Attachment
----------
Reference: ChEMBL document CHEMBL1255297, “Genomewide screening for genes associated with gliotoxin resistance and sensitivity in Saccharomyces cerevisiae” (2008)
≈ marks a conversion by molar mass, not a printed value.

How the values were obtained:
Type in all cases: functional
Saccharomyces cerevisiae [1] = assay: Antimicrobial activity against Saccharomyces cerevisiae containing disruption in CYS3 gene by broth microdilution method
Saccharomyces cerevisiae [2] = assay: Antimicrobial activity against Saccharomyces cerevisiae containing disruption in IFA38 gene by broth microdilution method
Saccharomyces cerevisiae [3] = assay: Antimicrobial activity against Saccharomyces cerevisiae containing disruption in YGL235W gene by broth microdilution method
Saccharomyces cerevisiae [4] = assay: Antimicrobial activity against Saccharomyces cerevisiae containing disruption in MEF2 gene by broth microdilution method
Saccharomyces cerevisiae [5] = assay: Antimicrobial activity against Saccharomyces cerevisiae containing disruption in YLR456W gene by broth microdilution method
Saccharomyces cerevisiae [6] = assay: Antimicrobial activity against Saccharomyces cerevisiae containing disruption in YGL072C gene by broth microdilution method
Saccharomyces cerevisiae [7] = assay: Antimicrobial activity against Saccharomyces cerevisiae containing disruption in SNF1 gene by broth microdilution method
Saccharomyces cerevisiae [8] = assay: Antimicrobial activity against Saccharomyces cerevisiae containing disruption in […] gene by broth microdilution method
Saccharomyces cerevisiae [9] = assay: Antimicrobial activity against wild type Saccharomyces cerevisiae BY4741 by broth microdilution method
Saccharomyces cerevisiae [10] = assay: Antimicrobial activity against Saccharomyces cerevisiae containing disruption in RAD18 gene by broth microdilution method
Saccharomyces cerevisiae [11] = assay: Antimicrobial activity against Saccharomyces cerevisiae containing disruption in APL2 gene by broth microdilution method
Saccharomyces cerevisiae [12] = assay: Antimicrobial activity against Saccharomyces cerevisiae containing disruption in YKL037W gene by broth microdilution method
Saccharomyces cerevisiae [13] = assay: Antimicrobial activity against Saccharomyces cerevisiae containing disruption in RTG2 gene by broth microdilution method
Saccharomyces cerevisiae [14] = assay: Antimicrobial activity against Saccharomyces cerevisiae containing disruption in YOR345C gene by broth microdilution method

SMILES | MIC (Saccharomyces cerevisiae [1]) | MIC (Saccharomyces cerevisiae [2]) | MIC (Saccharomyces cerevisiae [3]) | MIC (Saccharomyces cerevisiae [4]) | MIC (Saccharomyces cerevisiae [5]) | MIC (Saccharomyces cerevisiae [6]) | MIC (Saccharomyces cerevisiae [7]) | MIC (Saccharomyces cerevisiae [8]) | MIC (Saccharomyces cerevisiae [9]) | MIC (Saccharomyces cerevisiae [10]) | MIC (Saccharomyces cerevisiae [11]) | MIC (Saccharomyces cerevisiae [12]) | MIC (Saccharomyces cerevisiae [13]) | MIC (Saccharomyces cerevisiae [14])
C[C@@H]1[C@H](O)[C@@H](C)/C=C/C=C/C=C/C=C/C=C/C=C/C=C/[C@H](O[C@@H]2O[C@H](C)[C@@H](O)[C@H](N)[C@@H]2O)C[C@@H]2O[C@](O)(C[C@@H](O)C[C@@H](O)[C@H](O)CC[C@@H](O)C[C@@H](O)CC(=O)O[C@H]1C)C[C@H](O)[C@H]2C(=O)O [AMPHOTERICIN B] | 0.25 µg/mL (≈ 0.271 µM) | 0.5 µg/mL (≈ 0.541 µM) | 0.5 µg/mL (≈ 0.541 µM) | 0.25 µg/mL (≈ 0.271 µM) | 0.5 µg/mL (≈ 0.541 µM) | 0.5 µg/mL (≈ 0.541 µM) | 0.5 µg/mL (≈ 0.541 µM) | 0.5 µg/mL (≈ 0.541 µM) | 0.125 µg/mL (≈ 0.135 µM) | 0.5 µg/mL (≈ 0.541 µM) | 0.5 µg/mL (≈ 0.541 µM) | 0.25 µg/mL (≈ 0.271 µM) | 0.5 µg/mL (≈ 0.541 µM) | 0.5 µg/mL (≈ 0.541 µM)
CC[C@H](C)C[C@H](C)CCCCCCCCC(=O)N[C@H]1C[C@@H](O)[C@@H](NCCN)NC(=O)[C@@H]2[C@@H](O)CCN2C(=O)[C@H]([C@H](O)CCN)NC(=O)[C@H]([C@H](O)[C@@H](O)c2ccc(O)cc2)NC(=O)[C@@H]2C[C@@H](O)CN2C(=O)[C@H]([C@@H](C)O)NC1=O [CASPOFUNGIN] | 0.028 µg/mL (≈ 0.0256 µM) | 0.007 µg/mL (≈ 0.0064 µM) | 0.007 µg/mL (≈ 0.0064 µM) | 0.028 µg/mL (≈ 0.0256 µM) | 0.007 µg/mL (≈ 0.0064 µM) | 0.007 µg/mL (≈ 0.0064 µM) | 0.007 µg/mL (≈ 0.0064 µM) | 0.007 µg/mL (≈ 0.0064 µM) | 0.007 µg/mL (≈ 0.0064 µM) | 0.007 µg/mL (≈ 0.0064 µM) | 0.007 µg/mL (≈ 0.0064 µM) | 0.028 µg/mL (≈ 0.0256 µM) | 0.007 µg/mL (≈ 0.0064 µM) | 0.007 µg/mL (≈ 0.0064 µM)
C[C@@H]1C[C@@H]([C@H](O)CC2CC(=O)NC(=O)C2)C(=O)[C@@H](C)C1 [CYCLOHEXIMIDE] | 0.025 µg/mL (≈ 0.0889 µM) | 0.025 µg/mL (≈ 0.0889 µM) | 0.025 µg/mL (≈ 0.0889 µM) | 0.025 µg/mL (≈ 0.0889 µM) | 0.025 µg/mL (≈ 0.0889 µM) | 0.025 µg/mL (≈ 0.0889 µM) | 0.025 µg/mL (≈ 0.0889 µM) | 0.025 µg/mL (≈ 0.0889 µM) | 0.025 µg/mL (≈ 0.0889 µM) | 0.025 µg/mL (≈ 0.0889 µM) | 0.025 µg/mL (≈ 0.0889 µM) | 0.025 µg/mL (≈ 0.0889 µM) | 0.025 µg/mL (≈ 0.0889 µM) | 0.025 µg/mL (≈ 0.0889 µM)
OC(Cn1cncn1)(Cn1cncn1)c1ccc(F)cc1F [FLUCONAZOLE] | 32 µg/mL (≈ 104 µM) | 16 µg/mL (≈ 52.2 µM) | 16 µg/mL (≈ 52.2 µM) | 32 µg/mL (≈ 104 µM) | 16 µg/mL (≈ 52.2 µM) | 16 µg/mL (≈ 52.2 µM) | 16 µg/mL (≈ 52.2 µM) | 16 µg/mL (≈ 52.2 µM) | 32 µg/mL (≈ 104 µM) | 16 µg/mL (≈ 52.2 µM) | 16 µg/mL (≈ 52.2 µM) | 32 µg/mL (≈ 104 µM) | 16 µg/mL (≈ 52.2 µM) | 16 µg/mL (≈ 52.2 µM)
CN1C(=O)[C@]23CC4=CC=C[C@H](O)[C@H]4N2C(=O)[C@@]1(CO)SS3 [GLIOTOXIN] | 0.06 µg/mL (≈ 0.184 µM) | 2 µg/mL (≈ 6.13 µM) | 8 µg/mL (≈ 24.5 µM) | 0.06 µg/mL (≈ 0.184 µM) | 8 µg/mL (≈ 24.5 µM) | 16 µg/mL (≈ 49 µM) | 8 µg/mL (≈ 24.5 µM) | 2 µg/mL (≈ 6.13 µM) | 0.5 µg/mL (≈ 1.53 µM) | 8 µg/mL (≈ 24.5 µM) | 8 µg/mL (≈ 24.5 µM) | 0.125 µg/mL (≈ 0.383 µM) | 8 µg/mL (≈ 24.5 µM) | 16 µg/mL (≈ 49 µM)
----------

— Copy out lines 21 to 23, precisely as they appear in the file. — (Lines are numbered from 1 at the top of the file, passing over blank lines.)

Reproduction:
CC[C@H](C)C[C@H](C)CCCCCCCCC(=O)N[C@H]1C[C@@H](O)[C@@H](NCCN)NC(=O)[C@@H]2[C@@H](O)CCN2C(=O)[C@H]([C@H](O)CCN)NC(=O)[C@H]([C@H](O)[C@@H](O)c2ccc(O)cc2)NC(=O)[C@@H]2C[C@@H](O)CN2C(=O)[C@H]([C@@H](C)O)NC1=O [CASPOFUNGIN] | 0.028 µg/mL (≈ 0.0256 µM) | 0.007 µg/mL (≈ 0.0064 µM) | 0.007 µg/mL (≈ 0.0064 µM) | 0.028 µg/mL (≈ 0.0256 µM) | 0.007 µg/mL (≈ 0.0064 µM) | 0.007 µg/mL (≈ 0.0064 µM) | 0.007 µg/mL (≈ 0.0064 µM) | 0.007 µg/mL (≈ 0.0064 µM) | 0.007 µg/mL (≈ 0.0064 µM) | 0.007 µg/mL (≈ 0.0064 µM) | 0.007 µg/mL (≈ 0.0064 µM) | 0.028 µg/mL (≈ 0.0256 µM) | 0.007 µg/mL (≈ 0.0064 µM) | 0.007 µg/mL (≈ 0.0064 µM)
C[C@@H]1C[C@@H]([C@H](O)CC2CC(=O)NC(=O)C2)C(=O)[C@@H](C)C1 [CYCLOHEXIMIDE] | 0.025 µg/mL (≈ 0.0889 µM) | 0.025 µg/mL (≈ 0.0889 µM) | 0.025 µg/mL (≈ 0.0889 µM) | 0.025 µg/mL (≈ 0.0889 µM) | 0.025 µg/mL (≈ 0.0889 µM) | 0.025 µg/mL (≈ 0.0889 µM) | 0.025 µg/mL (≈ 0.0889 µM) | 0.025 µg/mL (≈ 0.0889 µM) | 0.025 µg/mL (≈ 0.0889 µM) | 0.025 µg/mL (≈ 0.0889 µM) | 0.025 µg/mL (≈ 0.0889 µM) | 0.025 µg/mL (≈ 0.0889 µM) | 0.025 µg/mL (≈ 0.0889 µM) | 0.025 µg/mL (≈ 0.0889 µM)
OC(Cn1cncn1)(Cn1cncn1)c1ccc(F)cc1F [FLUCONAZOLE] | 32 µg/mL (≈ 104 µM) | 16 µg/mL (≈ 52.2 µM) | 16 µg/mL (≈ 52.2 µM) | 32 µg/mL (≈ 104 µM) | 16 µg/mL (≈ 52.2 µM) | 16 µg/mL (≈ 52.2 µM) | 16 µg/mL (≈ 52.2 µM) | 16 µg/mL (≈ 52.2 µM) | 32 µg/mL (≈ 104 µM) | 16 µg/mL (≈ 52.2 µM) | 16 µg/mL (≈ 52.2 µM) | 32 µg/mL (≈ 104 µM) | 16 µg/mL (≈ 52.2 µM) | 16 µg/mL (≈ 52.2 µM)